So never again. My fragiles, my essentials, they don't get gate checked unless I am the only human to handle it. But it's possible to make that work if we want to.

I have yet to see a security checkpoint that didn't have a station standing idle. Double the number of people running the lines and you'll double the speed.

Well, you have never seen one without an idle station, but at "rush hour" they are there for a reason. However, yes, most of the time the bottleneck is the screeners.

The reason for the double-decker X-ray plan is that at some airports, the limit is/was the size of the security zone. Zones designed or redone after 9/11 are now huge -- in some airports they took away other facilities to expand security. The biggest win at first was just to have more table space so people could sort their stuff into the bins. Once you have enough table space the limit is indeed the X-ray screener.

In my plan, as long as there are enough screeners anyway in the country, you could keep the X-ray machine going full speed. In fact, if you are willing to tolerate secretly not viewing some of the bags, at random, you can keep the machine going no matter what. This does present a problem where an attacker would know that the busy time is the best chance of getting a random pass, but you can arrange it so that some airports get full screening and other, randomly chosen airports, get less. But even with random screening, the attacker is taking a big risk that they will be caught. In addition, any coordinated plot like 9/11 is sure to be caught because all of them won't get a random pass. Plus, if you are a leader and one of your guys is caught, the FBI will immediately be checking out all of that guy's connections.

In addition, unlike random screening at the station, passengers would never know if they got scanned or a pass. In fact, if it's something really bad, TSA might not stop them until they leave the security area. If it's a "I am not sure what that is, we need to take things out of the bag and put it through again" flagging, then you want to do it at the security area.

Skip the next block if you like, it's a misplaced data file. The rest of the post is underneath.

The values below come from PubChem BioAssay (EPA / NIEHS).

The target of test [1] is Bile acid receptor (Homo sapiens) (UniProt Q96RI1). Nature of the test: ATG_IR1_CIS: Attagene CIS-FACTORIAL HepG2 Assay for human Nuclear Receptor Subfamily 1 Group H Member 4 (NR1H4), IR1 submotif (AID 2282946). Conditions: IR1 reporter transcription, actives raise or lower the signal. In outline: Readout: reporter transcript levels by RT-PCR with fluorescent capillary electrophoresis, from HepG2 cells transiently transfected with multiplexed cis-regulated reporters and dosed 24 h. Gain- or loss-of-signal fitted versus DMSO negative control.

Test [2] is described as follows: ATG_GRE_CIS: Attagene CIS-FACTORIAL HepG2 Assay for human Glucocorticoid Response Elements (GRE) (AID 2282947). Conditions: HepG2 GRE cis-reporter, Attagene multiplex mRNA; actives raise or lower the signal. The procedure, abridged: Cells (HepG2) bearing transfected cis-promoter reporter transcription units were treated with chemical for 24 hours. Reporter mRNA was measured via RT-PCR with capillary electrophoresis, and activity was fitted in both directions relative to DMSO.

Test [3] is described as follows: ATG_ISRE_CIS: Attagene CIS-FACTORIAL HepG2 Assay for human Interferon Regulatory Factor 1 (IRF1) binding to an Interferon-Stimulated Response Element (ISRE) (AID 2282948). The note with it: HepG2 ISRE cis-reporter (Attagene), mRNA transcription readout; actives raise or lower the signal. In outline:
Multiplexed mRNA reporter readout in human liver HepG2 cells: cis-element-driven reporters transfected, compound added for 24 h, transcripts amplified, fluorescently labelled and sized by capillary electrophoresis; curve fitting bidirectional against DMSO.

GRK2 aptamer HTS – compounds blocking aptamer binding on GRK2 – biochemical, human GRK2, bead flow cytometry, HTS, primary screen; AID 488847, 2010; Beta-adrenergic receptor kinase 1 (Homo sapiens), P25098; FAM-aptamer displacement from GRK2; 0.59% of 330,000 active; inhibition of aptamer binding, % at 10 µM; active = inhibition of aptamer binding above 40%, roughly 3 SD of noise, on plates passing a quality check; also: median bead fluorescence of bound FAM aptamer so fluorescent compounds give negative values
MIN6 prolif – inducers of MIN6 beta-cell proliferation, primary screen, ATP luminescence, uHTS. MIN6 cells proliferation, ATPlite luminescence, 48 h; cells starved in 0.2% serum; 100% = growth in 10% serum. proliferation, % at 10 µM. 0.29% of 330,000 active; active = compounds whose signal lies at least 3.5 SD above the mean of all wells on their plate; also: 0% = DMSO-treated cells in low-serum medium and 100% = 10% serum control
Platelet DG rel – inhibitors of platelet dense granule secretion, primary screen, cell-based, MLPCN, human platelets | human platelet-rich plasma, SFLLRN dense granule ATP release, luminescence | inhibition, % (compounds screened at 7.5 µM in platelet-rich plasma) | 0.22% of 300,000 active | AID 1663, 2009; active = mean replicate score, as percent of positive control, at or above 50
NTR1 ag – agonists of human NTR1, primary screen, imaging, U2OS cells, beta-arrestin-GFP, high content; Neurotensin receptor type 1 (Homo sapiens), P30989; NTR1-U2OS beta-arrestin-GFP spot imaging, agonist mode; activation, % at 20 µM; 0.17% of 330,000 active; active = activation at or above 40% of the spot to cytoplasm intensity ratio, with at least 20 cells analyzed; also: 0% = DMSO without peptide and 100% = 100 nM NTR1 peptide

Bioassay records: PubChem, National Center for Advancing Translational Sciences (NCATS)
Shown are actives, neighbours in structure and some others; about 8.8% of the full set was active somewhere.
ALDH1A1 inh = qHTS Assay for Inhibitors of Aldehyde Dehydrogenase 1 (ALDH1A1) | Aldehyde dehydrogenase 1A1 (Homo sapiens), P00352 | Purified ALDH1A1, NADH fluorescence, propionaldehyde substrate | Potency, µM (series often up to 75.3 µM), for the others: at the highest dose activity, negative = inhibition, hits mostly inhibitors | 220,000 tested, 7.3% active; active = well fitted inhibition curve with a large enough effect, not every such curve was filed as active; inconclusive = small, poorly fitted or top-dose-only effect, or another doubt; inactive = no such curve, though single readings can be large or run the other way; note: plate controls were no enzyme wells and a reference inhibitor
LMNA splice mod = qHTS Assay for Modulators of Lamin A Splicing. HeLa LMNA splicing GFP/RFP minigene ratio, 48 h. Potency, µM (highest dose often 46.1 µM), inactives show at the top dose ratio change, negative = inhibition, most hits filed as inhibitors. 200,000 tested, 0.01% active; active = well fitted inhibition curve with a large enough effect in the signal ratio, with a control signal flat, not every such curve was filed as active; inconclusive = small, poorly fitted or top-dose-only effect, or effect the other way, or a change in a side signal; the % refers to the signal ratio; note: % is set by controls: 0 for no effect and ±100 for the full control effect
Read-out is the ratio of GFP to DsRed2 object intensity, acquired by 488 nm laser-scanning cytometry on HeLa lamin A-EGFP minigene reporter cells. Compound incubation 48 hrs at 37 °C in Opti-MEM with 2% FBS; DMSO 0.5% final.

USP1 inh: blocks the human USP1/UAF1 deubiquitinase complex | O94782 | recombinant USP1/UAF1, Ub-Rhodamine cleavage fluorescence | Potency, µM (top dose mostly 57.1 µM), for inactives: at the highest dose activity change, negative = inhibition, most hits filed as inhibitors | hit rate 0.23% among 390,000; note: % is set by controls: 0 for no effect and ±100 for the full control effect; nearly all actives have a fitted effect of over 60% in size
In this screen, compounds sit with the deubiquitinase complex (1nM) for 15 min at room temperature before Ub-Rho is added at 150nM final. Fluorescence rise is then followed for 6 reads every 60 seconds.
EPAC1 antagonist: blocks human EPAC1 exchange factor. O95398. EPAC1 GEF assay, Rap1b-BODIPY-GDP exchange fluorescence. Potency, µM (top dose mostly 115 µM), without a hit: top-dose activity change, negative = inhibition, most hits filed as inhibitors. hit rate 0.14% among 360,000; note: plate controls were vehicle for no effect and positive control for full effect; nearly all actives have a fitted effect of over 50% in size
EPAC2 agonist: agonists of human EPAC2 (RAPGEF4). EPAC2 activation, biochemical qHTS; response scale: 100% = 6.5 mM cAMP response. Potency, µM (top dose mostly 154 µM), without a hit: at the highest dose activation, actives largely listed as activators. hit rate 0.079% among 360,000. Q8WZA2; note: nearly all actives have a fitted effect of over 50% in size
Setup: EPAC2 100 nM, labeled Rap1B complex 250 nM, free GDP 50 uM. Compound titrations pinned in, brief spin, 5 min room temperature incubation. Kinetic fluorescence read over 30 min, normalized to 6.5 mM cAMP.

Just putting all the X-ray screeners into a central screening facility at the airport so their workload can be more efficiently spread across all the gates seems like a fairly simple thing to do, and a major win. I'm surprised no one's doing this already, or at least working on it, especially when the body scanner screeners are already not physically present at those machines.

Any kind of network outage issues for the screeners in a central screening facility are equivalent to other network outages for the whole airport. Losing network connectivity to the check-in counters would bring an airport to just as much of a screeching halt. Sure, some people arrive pre-checked in, but just look at the lines at the check-in counters to see how many people who don't, or who have special needs. And they're not going to have planes take off with only the pre-checked in passengers on them.

As for a combination of bomb-proof luggage containers and secured cockpit doors leading to the elimination of security checkpoints and allowing passengers to just walk on to the plane as if it were a bus or a train, there's no way that this would ever be done. Without going through security at all it would then be fairly easy for a bad actor to get something onto the plane that is able to defeat the cockpit door, and then you've got a hijacking and a potential 9/11-style flying bomb. Besides that, there's lots of money being made by security equipment vendors and the whole employment and training process. It's a whole little industry unto itself, and there are surely paid lobbyists in Washington working to look out for their interests.

I am not talking about complete screening, but much less. The truth is, by 9:30am on 9/11/01, the hijack and fly into building plot no longer worked, even after they had taken the cockpit. Nobody is going to get away with a hijacking, unless they have something with them to kill all the passengers and crew. Not saying they might not smuggle that on, but it's harder.

...but then you're suggesting "much less" screening, which would make it easier again. So we're back to the current level of screening.

9/11 was done with boxcutters, but today no weapon at all will work by intimidation. Passengers, ready to believe that if they give in to the hijacker they are dead, have little to lose in at attack. You need a weapon that lets your group defeat all of them. A big machine gun or some mass killing weapon. Not impossible, but really hard, with almost any level of scrutiny. And if all you can take on is a tablet and a small bag, it's a tall order. People with lots of gear -- including parents with lots of baby gear -- would have to come earlier to be screened. For the rest it's a simple metal detector, like in buildings. Now there remains the question of what to do on connecting flights. More thought needed but the world has to get past its paranoia over stopping things on planes that are no different from them happening on trains or buses.